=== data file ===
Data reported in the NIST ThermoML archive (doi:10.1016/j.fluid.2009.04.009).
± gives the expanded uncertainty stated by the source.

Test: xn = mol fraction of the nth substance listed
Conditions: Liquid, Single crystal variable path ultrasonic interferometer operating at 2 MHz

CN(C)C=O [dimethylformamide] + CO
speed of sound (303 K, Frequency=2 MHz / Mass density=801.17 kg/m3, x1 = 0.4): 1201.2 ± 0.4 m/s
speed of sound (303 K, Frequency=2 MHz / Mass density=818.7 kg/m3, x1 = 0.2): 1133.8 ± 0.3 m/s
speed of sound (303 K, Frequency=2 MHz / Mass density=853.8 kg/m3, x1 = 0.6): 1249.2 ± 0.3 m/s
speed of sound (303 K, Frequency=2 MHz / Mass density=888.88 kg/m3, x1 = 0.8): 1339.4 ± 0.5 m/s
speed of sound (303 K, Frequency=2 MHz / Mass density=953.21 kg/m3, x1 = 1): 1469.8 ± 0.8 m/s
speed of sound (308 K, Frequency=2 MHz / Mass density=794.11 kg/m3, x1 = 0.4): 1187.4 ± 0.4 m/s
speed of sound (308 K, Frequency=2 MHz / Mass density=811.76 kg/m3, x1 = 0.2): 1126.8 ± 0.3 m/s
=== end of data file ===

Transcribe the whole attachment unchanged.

Data reported in the NIST ThermoML archive (doi:10.1016/j.fluid.2009.04.009).
± gives the expanded uncertainty stated by the source.

Test: xn = mol fraction of the nth substance listed
Conditions: Liquid, Single crystal variable path ultrasonic interferometer operating at 2 MHz

CN(C)C=O [dimethylformamide] + CO
speed of sound (303 K, Frequency=2 MHz / Mass density=801.17 kg/m3, x1 = 0.4): 1201.2 ± 0.4 m/s
speed of sound (303 K, Frequency=2 MHz / Mass density=818.7 kg/m3, x1 = 0.2): 1133.8 ± 0.3 m/s
speed of sound (303 K, Frequency=2 MHz / Mass density=853.8 kg/m3, x1 = 0.6): 1249.2 ± 0.3 m/s
speed of sound (303 K, Frequency=2 MHz / Mass density=888.88 kg/m3, x1 = 0.8): 1339.4 ± 0.5 m/s
speed of sound (303 K, Frequency=2 MHz / Mass density=953.21 kg/m3, x1 = 1): 1469.8 ± 0.8 m/s
speed of sound (308 K, Frequency=2 MHz / Mass density=794.11 kg/m3, x1 = 0.4): 1187.4 ± 0.4 m/s
speed of sound (308 K, Frequency=2 MHz / Mass density=811.76 kg/m3, x1 = 0.2): 1126.8 ± 0.3 m/s